The Indian cricket team is our number one sports act. They can do with some TLC (Tender Loving Care) every now and then. Instead, they are being subjected to TMC (Too Much Cricket).
Our cricketers are playing more matches than what’s good for them. People have pointed this out before. But with the schedule being at its most merciless this season, it needs to be pointed out again.
Look at India’s itinerary since the World Cup. After returning from the Caribbean on March 29, the players got a break of over a month till their next match (against Bangladesh on May 10). Nice. They needed time to recover from the scars of the humiliation in the West Indies.
But the layoff was a result of India’s early exit from the World Cup and not because the Tours and Programmes Fixtures Committee suddenly turned into Florence Nightingale. Had India, say, reached their projected goal at the World Cup, the semifinals, they would have got just about a fortnight till the Bangladesh tour. <b1>
Post-Bangladesh, it is almost non-stop cricket. In Ireland, England, South Africa, India (two series, against Australia and Pakistan) and finally in Australia from December. It wouldn’t be surprising if the players sometimes didn’t know whether they were coming or Boeing.
Harsh but true
When the Hindustan Times phoned two senior cricket board officials with questions for this article, they refused to talk. They were upset with some of the things written in this series.
But the fact is some aspects of our cricket, like the volume of cricket players have to handle, could be handled better (that said, Indian administrators are not the only ones guilty of driving their cricketers hard). This is not just a media fixation but something the players themselves feel so.
“The schedule is cramped. It’s over-cramped, if you ask me,” Rahul Dravid said during the Bangladesh tour. “At the end of the day, quality is important. As a player, you want to play to the best of your ability and provide people quality cricket.”
In such a situation, you cannot blame people if they think the Board’s focus is on money. Hosting tours shovels in television and advertising moolah.
Nimbus Communications, who hold the telecast rights for all international and domestic cricket to be played in India in the period March 1, 2006 - March 31, 2010, will pay the Board $ 612 million in all. Almost 80 international matches (Tests and One-days) have been scheduled in the period. That means the Board earns $7.6 million per game from television rights.
Away tours are not as profitable. But they are important to sustain the symbiotic relationship between two Boards and ensure that the opposition team plays in India the next time.
But, you might say, the players are party to the circus too. What’s more, they earn money too. True. But most of them wouldn’t mind sacrificing some cash if it meant an opportunity to rest their bodies and spend time with their families.
Some people in the Board refuse to lose sleep over the Indian team’s toss-in-Delhi, lunch-time-in-London, tea-time-in-the Tundra schedule. Others say players always have the option of sitting out of tours once in a while.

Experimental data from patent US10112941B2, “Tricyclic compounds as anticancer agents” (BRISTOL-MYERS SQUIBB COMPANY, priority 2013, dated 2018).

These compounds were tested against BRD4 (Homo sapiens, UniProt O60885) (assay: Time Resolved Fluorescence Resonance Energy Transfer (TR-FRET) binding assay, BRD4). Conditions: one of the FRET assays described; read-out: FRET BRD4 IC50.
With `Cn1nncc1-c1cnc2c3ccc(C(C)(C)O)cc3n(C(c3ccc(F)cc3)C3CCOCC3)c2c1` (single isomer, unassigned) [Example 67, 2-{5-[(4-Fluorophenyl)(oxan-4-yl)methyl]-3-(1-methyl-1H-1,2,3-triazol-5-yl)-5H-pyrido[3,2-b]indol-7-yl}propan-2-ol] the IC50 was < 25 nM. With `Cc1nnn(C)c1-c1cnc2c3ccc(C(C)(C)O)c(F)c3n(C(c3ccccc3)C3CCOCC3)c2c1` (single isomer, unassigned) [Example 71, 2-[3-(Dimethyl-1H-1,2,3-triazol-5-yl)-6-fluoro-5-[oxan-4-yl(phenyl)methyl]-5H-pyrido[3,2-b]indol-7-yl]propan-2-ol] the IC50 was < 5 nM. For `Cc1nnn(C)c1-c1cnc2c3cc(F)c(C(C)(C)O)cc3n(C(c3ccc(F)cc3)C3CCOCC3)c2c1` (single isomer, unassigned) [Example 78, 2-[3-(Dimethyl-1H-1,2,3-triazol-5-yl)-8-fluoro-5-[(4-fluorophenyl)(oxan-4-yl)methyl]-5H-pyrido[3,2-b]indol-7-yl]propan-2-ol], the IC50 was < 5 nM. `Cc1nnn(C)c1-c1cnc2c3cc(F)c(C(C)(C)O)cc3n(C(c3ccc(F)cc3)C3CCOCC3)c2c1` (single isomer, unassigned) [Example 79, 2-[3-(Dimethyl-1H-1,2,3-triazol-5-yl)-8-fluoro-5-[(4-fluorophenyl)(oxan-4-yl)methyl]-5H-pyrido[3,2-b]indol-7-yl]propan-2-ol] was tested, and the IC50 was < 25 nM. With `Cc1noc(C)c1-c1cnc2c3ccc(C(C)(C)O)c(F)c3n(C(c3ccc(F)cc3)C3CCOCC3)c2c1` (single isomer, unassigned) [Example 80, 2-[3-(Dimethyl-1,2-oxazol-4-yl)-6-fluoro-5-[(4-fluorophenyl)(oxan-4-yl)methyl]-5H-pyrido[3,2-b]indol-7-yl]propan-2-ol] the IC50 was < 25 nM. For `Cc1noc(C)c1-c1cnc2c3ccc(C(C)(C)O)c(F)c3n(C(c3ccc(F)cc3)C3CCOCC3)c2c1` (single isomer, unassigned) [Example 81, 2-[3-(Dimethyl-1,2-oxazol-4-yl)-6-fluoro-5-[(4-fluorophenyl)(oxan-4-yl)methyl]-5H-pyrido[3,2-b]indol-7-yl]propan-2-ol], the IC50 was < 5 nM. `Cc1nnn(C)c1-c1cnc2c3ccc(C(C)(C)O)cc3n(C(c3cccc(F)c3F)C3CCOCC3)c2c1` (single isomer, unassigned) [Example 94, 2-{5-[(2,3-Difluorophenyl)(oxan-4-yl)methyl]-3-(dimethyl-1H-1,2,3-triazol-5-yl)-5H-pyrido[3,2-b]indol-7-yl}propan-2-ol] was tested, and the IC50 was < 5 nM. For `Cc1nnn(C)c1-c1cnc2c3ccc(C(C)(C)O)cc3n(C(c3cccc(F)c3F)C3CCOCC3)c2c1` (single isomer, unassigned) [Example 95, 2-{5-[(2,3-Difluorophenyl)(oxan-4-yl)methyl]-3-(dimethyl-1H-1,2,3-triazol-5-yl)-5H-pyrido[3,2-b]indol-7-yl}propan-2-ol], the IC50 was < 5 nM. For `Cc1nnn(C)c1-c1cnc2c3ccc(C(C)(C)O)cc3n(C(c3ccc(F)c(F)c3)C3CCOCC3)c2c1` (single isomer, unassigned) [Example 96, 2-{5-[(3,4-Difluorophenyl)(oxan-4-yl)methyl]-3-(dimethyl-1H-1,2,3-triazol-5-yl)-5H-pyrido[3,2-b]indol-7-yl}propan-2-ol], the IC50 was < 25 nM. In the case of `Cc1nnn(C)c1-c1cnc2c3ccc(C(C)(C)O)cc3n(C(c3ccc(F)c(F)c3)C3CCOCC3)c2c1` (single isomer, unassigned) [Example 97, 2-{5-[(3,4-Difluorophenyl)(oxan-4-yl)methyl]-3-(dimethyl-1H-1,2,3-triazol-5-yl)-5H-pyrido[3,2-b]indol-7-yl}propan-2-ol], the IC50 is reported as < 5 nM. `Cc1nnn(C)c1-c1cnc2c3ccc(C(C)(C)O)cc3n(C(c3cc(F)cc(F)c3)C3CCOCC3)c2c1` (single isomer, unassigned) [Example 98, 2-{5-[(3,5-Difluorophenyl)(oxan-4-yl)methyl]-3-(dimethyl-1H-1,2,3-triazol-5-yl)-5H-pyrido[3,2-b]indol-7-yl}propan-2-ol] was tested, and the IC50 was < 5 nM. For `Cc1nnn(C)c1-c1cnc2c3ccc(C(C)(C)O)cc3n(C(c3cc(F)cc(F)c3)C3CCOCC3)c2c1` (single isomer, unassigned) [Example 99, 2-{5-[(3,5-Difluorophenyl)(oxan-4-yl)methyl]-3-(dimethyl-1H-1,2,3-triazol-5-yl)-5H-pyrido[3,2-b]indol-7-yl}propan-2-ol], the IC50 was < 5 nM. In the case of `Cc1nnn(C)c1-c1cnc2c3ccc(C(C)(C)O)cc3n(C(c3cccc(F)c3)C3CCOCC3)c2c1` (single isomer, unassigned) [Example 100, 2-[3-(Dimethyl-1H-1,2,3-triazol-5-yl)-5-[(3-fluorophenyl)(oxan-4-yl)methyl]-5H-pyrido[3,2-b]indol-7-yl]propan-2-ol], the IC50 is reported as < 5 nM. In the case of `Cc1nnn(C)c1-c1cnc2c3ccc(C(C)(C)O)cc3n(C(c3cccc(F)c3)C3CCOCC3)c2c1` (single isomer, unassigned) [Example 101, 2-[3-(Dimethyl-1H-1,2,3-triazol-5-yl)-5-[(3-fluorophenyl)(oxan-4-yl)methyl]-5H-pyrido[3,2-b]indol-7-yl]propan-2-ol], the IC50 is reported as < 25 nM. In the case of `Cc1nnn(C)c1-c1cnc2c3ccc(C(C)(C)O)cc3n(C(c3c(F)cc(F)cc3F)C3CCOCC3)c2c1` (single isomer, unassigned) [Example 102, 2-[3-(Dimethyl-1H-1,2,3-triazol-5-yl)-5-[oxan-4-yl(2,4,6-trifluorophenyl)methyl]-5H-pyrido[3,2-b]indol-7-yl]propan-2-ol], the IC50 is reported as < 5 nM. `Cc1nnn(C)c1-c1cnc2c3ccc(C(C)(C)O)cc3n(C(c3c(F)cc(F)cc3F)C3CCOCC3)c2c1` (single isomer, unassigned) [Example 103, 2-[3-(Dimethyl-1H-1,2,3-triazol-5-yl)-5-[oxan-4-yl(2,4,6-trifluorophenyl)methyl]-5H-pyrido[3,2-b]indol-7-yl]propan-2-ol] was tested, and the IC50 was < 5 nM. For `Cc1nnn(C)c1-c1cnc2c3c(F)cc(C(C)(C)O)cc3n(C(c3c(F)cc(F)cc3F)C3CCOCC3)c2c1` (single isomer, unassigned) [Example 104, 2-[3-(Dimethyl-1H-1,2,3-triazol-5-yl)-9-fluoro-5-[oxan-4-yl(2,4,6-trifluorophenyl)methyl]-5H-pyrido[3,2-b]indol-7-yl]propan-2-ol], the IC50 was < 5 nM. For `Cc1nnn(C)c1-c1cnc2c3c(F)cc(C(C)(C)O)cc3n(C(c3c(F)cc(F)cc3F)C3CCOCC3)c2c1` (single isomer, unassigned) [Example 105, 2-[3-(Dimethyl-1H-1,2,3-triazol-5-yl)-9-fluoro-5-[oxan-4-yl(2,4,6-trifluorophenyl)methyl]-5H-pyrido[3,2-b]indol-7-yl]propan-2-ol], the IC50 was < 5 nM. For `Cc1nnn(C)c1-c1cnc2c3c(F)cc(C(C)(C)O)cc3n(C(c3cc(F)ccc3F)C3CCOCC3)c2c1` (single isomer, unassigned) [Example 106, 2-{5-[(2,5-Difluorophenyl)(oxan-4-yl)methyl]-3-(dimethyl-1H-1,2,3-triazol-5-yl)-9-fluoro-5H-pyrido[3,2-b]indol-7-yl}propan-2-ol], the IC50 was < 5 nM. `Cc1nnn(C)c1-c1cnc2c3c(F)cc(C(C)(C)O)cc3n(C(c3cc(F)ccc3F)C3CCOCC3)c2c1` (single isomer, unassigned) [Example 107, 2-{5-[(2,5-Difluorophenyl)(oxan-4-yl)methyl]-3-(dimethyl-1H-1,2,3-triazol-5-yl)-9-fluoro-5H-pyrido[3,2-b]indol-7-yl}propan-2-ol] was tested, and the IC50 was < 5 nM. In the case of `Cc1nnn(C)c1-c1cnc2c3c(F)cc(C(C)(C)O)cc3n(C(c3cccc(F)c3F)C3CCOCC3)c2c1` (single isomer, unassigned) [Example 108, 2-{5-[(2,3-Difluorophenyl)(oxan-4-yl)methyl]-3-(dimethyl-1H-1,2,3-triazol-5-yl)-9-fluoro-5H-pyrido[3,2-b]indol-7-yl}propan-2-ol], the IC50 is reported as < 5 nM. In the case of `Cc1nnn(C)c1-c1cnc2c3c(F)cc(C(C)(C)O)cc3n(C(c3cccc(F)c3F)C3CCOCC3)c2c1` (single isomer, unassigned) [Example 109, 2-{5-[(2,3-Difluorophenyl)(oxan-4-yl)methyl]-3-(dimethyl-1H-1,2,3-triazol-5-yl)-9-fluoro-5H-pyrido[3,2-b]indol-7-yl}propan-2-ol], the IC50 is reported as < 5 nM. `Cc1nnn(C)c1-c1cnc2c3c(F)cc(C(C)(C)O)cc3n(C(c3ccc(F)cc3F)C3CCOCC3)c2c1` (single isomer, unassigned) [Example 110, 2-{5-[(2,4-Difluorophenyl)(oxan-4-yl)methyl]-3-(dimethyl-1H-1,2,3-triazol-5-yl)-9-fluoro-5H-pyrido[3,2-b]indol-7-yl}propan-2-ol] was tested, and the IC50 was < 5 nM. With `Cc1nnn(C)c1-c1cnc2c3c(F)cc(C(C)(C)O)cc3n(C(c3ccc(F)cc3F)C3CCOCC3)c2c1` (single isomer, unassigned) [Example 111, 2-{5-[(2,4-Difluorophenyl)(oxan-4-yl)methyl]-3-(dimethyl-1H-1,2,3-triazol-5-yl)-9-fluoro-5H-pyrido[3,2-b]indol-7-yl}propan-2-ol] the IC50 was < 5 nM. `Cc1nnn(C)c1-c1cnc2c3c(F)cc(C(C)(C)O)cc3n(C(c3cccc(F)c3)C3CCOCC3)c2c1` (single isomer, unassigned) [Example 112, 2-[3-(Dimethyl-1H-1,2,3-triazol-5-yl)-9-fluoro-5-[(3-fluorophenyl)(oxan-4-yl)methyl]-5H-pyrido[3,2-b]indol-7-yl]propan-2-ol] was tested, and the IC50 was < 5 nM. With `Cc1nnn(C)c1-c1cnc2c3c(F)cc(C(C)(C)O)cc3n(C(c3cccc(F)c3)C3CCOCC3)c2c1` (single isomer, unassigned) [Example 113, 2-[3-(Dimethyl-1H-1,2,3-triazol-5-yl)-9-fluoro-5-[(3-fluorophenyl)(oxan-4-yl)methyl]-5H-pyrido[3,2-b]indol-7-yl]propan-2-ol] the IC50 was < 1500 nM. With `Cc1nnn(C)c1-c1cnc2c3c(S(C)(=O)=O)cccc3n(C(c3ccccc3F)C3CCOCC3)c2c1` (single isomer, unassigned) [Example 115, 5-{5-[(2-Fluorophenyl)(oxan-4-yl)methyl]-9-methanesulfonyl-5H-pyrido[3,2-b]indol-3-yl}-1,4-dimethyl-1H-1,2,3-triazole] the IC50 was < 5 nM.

That’s what the Big Three – Sachin Tendulkar, Dravid and Sourav Ganguly have done with the Twenty20 World Cup. But they cannot do it beyond a point.
For a variety of reasons - from their form and confidence to their market visibility - most players will not risk opting out of assignments. It’s the Indian cricket team after all, not the London Sightseeing bus. You cannot get off any time and get back on any time.
Where players are at fault
This situation, though, has one negative fallout of which the blame lies with players. Sometimes, they hide injuries, especially those who are not regular members of the side.
A recent example is Munaf Patel, whose less than nippy bowling in South Africa raised suspicions about his physical fitness, prompting Board secretary Niranjan Shah to say, “Munaf should have been honest about his ankle injury.”
Another charge against the players is that there exists a star system in the dressing room. The big names do not like to be challenged.
“It’s a tricky situation,” Sandeep Patil, who was the Indian coach for six months in 1996, said of the job in an interview to Mid-Day in May. “If you are tough, it is not appreciated by the players. If you are soft, the selectors and Board have a problem.”
Idle India ‘A’
But isn’t it true that Indian cricket doesn’t have too many options, even if the stars get starry? Didn’t chief selector Dilip Vengsarkar say that there was no talent in India that could straight away play at international level?
That brings us to the final point in this article – the India ‘A’ team. Everyone knows that bench strength is vital. Australia are in robust health because of their flourishing feeder line.
For example, when Brett Lee did not recover from injury in time for the World Cup, they had a Shaun Tait to go to. The 24-year-old finished with 23 wickets and was joint-second in the wicket-takers chart.
That’s not the case in India. The India ‘A’ tours, meant as stepping stones for those on the cusp of an international break, haven’t taken place with as much frequency. Either that or they have been against weak opposition, thus defeating their very purpose.
The Indian team is going to be out of the country for quite some time now. Guys at the board, it’s an opportunity for you to think things through.
(Do write in with suggestions to firstname.lastname@example.org. On Thursday, we look at the player-Board relationship over the years)